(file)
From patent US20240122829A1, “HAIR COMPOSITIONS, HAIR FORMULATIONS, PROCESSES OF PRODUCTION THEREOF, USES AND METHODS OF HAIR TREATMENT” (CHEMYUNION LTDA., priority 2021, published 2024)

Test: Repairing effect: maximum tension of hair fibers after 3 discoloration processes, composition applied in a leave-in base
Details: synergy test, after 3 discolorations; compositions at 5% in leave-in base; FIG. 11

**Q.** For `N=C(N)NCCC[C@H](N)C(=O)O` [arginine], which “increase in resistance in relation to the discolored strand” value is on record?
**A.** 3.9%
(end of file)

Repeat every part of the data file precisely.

From patent US20240122829A1, “HAIR COMPOSITIONS, HAIR FORMULATIONS, PROCESSES OF PRODUCTION THEREOF, USES AND METHODS OF HAIR TREATMENT” (CHEMYUNION LTDA., priority 2021, published 2024)

Test: Repairing effect: maximum tension of hair fibers after 3 discoloration processes, composition applied in a leave-in base
Details: synergy test, after 3 discolorations; compositions at 5% in leave-in base; FIG. 11

**Q.** For `N=C(N)NCCC[C@H](N)C(=O)O` [arginine], which “increase in resistance in relation to the discolored strand” value is on record?
**A.** 3.9%